If you live here you have to be feeling moist. We’ve had rain for days and days on end. We got a one-day reprieve which was marvelous. We were able to get a quick road trip in on the one nice day, but that was about it. My significant other and I spent part of that evening mowing the lawn before the next bout of rain was to hit the very next day. It hit and it was right back into total moisture.
Most folks who live here look forward to spring, summer, and fall. We need warm and clear days just to get ready for winter. I have 3 cords of cut and split wood lying on the ground waiting to be stacked inside the woodshed and I just haven’t gotten to it. The constant rain hasn’t helped, and it hasn’t done much for my general mood either.
We had a death in the family a few short weeks ago. My biological father’s wife passed after a long battle with Alzheimer’s. She was a lovely woman who grew up in the same Georgia town as the author of the Br’er Rabbit books. The rainy weather did not make dealing with her passing any easier. One of my most vivid memories of her was walking down the main street of her hometown and having her point out the extra doors on buildings like the old movie theater. That extra door was meant for “colored only.” She wanted us to know about her town’s shameful past and she wasn’t afraid to point it out, even when it involved her forbears.
We got a bit of a family tree lesson from her, including how her great, great grandparents had owned a plantation nearby. Yes, they had slaves, and yes, she faced the ugly past, did not hide it but did not condone it. For the majority of her adult life, she lived in Vermont where she was most comfortable. I always felt that she was conflicted about her home state and some of its inhabitants, but she never failed to take advantage of a teachable moment whenever we visited their Georgia home. The fact of the matter is that she was well-educated between the University of Georgia and the University of Vermont. Her entire career was spent teaching history and doing her best to instill a sense of social justice in her students. She tackled the issues of race, women’s rights, global warming, and holocaust awareness throughout her career and well ahead of the curve. I hold a great deal of respect for Ms. Belinda Gardner, a strong woman who was always a bit ahead of her time. To have her taken by such a cruel affliction as Alzheimer’s was heartbreaking.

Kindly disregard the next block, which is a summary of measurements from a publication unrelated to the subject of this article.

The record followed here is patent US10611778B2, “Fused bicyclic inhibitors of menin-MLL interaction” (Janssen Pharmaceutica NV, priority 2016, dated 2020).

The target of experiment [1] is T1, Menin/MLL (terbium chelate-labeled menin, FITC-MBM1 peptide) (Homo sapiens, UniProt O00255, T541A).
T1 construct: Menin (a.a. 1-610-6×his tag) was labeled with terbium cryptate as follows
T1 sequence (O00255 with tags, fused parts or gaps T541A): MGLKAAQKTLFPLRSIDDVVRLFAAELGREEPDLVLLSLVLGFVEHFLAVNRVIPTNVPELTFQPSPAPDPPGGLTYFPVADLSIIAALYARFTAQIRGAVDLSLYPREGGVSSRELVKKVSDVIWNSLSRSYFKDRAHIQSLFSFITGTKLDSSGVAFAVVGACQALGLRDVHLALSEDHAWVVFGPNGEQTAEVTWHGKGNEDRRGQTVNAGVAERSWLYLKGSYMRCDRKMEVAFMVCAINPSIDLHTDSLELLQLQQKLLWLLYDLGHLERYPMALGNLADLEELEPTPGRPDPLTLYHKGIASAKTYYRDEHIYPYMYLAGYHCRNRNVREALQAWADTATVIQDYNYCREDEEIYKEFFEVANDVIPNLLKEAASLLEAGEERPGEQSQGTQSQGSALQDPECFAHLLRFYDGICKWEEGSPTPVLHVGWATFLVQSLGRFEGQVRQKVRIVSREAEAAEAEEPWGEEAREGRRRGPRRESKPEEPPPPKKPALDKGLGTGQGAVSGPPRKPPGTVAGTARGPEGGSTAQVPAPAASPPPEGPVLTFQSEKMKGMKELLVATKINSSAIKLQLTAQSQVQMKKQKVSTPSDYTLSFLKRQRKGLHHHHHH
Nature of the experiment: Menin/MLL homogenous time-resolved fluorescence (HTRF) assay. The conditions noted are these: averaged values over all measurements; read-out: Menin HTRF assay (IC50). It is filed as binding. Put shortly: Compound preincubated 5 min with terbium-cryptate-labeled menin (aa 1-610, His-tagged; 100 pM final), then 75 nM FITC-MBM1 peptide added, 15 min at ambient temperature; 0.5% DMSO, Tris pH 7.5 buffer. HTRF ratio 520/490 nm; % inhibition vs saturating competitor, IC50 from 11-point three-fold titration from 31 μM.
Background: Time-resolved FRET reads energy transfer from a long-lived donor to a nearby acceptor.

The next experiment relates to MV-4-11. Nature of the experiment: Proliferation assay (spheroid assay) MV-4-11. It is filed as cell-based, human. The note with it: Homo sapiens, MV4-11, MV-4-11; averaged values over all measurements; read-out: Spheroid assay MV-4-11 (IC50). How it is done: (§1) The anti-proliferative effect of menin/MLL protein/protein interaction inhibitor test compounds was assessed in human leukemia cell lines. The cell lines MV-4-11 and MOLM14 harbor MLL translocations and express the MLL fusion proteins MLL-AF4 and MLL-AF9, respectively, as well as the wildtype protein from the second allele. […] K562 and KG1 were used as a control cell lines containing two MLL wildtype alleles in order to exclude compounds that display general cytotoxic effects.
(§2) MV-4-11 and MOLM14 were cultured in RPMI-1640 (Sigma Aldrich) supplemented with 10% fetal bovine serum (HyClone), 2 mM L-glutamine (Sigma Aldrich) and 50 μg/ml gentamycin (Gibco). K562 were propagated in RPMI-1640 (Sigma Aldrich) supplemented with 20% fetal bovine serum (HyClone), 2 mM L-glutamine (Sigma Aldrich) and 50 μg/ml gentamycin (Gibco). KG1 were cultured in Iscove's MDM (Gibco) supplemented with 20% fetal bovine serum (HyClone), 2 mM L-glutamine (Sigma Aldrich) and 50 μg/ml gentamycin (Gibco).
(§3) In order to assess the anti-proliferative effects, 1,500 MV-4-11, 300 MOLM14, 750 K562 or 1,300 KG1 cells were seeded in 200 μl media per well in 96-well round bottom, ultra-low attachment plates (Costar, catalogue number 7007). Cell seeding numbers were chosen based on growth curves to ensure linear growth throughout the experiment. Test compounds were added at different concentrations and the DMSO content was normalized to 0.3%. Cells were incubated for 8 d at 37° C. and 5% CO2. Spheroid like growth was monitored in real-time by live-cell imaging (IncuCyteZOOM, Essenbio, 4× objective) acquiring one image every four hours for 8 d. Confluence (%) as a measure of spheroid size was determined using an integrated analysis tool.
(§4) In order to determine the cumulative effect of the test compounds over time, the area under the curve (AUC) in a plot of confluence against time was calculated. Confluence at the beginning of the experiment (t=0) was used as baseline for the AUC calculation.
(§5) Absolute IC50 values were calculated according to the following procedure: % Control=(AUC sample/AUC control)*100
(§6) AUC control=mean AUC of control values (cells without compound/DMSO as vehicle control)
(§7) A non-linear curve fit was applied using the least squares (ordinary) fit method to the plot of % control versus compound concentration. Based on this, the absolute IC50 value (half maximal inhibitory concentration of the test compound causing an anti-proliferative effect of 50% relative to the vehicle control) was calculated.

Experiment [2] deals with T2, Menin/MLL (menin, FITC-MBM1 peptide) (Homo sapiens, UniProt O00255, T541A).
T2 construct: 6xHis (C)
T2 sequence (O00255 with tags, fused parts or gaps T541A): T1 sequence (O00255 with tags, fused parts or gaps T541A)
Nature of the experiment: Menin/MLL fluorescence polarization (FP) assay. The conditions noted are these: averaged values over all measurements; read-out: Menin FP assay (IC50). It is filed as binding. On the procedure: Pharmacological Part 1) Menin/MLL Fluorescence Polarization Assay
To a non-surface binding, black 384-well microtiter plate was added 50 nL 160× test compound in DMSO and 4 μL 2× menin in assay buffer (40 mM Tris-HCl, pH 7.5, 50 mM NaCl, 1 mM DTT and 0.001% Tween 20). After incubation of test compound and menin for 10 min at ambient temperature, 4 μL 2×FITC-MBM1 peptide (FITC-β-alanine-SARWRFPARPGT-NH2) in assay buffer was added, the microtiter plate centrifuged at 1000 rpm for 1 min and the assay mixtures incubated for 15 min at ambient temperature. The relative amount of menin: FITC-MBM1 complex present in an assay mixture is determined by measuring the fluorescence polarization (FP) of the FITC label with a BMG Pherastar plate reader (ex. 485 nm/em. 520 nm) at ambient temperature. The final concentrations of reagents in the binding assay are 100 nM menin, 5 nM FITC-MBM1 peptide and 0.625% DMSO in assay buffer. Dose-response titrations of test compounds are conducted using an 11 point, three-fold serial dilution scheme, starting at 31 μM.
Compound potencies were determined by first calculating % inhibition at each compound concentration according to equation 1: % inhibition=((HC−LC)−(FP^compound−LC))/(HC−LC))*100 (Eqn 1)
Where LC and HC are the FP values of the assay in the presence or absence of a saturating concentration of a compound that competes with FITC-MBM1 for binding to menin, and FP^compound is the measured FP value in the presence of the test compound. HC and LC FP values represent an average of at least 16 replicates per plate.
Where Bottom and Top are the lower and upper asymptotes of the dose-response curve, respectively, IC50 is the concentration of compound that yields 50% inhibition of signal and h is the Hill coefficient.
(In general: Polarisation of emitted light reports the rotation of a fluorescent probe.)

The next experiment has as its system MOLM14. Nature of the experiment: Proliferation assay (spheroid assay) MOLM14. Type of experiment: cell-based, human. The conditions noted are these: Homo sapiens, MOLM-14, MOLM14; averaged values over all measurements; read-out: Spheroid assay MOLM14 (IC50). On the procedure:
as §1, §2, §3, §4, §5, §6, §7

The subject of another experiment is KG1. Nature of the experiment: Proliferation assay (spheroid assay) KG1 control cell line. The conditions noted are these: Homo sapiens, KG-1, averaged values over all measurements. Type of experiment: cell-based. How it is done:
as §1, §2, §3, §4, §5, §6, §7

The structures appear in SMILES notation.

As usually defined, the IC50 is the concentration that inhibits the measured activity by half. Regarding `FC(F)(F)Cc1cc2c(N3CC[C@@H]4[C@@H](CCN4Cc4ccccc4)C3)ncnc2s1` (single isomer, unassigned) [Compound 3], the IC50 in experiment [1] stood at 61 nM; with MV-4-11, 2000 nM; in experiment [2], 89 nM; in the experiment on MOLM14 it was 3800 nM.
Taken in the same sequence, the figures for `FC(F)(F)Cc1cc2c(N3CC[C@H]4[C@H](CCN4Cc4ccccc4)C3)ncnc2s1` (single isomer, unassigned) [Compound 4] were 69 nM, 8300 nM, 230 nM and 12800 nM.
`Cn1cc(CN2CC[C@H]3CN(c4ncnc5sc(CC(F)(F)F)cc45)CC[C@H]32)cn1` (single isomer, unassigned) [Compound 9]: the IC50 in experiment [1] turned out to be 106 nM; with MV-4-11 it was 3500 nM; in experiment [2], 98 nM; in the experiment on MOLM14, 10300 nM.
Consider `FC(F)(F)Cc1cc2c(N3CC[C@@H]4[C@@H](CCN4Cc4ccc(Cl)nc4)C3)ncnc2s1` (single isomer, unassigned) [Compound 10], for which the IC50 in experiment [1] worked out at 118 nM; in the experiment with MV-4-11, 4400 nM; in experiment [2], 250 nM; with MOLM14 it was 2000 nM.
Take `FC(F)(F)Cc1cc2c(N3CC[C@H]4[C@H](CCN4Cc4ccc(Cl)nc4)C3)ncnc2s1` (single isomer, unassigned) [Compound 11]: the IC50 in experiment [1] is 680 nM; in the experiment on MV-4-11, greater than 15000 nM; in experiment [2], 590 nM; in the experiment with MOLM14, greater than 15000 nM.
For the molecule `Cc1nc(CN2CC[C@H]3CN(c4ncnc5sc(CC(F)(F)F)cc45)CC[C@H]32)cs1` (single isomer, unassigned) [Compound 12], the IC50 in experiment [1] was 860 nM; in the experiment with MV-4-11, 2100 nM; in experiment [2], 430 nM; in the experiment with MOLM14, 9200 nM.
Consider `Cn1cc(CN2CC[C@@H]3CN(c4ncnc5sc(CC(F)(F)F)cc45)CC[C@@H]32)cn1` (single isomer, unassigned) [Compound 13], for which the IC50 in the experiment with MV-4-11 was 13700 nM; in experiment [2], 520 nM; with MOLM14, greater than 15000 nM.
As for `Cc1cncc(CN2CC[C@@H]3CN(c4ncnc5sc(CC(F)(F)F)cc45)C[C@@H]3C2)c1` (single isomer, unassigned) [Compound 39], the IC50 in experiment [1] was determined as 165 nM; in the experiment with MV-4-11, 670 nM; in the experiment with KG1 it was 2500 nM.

In the aftermath of her passing, it just seemed to rain and rain and rain up here in Vermont. She is returning to the state that she loved just as soon as my biological father can clear the decks in Georgia. Because he is a Korean and Vietnam-era Veteran, his wife will be interred in his space at the Vermont Veteran’s Memorial Cemetery in Randolph, as he eventually will be.
Human beings are such imperfect creatures, but I don’t see how we can progress as a civilized species until we all can face the good and the bad of the past, and learn from it. Belinda knew that and did her best while she could to get the point across.
This rain just keeps on coming and I think of the Creedence Clearwater song “Who’ll stop the rain.”